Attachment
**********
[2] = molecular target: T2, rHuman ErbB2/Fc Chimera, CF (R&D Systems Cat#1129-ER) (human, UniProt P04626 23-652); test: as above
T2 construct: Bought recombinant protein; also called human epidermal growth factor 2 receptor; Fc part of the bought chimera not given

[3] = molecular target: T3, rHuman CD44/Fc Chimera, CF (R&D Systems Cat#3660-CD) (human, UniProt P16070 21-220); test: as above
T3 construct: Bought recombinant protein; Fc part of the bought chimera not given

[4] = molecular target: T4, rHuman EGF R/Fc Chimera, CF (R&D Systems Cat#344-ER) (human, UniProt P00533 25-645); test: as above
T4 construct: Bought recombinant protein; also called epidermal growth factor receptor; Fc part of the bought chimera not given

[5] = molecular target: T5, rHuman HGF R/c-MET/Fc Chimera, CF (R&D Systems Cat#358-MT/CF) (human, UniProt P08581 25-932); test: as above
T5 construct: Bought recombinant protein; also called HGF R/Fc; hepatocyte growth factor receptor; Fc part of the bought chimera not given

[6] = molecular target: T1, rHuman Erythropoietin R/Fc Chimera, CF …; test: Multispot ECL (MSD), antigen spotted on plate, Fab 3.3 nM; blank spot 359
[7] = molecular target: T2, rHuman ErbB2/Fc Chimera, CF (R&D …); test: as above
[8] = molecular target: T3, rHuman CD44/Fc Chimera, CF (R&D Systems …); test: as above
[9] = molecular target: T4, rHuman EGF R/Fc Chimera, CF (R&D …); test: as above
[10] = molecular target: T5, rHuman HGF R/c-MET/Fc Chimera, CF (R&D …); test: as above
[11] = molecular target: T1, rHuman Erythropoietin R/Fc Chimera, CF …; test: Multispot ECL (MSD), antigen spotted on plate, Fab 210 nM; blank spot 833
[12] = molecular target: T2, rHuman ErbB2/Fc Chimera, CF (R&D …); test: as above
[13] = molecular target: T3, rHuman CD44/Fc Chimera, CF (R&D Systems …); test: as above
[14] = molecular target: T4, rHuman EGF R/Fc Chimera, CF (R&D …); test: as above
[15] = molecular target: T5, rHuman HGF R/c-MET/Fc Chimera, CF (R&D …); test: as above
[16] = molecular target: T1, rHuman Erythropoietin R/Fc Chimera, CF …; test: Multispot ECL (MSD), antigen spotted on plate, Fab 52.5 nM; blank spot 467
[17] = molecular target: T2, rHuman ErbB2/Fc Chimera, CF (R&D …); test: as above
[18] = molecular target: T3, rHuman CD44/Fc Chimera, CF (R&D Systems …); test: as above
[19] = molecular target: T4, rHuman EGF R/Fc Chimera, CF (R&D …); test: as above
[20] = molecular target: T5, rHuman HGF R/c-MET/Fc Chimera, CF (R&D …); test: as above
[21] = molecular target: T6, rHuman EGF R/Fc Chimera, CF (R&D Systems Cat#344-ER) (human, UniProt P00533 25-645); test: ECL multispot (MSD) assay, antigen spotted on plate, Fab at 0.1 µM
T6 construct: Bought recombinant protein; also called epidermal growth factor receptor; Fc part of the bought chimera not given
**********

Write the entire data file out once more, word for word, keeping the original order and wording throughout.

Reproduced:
[2] = molecular target: T2, rHuman ErbB2/Fc Chimera, CF (R&D Systems Cat#1129-ER) (human, UniProt P04626 23-652); test: as above
T2 construct: Bought recombinant protein; also called human epidermal growth factor 2 receptor; Fc part of the bought chimera not given

[3] = molecular target: T3, rHuman CD44/Fc Chimera, CF (R&D Systems Cat#3660-CD) (human, UniProt P16070 21-220); test: as above
T3 construct: Bought recombinant protein; Fc part of the bought chimera not given

[4] = molecular target: T4, rHuman EGF R/Fc Chimera, CF (R&D Systems Cat#344-ER) (human, UniProt P00533 25-645); test: as above
T4 construct: Bought recombinant protein; also called epidermal growth factor receptor; Fc part of the bought chimera not given

[5] = molecular target: T5, rHuman HGF R/c-MET/Fc Chimera, CF (R&D Systems Cat#358-MT/CF) (human, UniProt P08581 25-932); test: as above
T5 construct: Bought recombinant protein; also called HGF R/Fc; hepatocyte growth factor receptor; Fc part of the bought chimera not given

[6] = molecular target: T1, rHuman Erythropoietin R/Fc Chimera, CF …; test: Multispot ECL (MSD), antigen spotted on plate, Fab 3.3 nM; blank spot 359
[7] = molecular target: T2, rHuman ErbB2/Fc Chimera, CF (R&D …); test: as above
[8] = molecular target: T3, rHuman CD44/Fc Chimera, CF (R&D Systems …); test: as above
[9] = molecular target: T4, rHuman EGF R/Fc Chimera, CF (R&D …); test: as above
[10] = molecular target: T5, rHuman HGF R/c-MET/Fc Chimera, CF (R&D …); test: as above
[11] = molecular target: T1, rHuman Erythropoietin R/Fc Chimera, CF …; test: Multispot ECL (MSD), antigen spotted on plate, Fab 210 nM; blank spot 833
[12] = molecular target: T2, rHuman ErbB2/Fc Chimera, CF (R&D …); test: as above
[13] = molecular target: T3, rHuman CD44/Fc Chimera, CF (R&D Systems …); test: as above
[14] = molecular target: T4, rHuman EGF R/Fc Chimera, CF (R&D …); test: as above
[15] = molecular target: T5, rHuman HGF R/c-MET/Fc Chimera, CF (R&D …); test: as above
[16] = molecular target: T1, rHuman Erythropoietin R/Fc Chimera, CF …; test: Multispot ECL (MSD), antigen spotted on plate, Fab 52.5 nM; blank spot 467
[17] = molecular target: T2, rHuman ErbB2/Fc Chimera, CF (R&D …); test: as above
[18] = molecular target: T3, rHuman CD44/Fc Chimera, CF (R&D Systems …); test: as above
[19] = molecular target: T4, rHuman EGF R/Fc Chimera, CF (R&D …); test: as above
[20] = molecular target: T5, rHuman HGF R/c-MET/Fc Chimera, CF (R&D …); test: as above
[21] = molecular target: T6, rHuman EGF R/Fc Chimera, CF (R&D Systems Cat#344-ER) (human, UniProt P00533 25-645); test: ECL multispot (MSD) assay, antigen spotted on plate, Fab at 0.1 µM
T6 construct: Bought recombinant protein; also called epidermal growth factor receptor; Fc part of the bought chimera not given